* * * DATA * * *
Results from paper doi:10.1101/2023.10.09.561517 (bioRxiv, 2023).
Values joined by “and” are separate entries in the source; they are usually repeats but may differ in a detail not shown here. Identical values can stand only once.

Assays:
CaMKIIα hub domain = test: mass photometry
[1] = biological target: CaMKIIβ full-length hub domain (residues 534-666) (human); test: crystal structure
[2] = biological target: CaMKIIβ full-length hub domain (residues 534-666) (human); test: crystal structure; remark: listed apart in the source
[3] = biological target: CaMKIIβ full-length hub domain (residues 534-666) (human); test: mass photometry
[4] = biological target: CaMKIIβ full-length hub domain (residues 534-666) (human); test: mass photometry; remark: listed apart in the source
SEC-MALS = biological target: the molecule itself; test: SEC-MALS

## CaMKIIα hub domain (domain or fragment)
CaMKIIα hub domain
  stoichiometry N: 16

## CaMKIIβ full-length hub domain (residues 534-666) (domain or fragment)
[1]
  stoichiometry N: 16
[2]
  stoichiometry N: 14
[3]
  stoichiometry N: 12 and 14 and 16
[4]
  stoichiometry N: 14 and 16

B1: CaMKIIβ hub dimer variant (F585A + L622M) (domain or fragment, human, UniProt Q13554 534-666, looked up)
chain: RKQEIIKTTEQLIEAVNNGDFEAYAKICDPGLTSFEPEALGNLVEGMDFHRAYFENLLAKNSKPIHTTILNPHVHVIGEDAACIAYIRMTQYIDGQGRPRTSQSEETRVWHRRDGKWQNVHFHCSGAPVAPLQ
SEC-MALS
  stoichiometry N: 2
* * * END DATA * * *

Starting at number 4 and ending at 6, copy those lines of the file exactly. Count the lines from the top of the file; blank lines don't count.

CaMKIIα hub domain = test: mass photometry
[1] = biological target: CaMKIIβ full-length hub domain (residues 534-666) (human); test: crystal structure
[2] = biological target: CaMKIIβ full-length hub domain (residues 534-666) (human); test: crystal structure; remark: listed apart in the source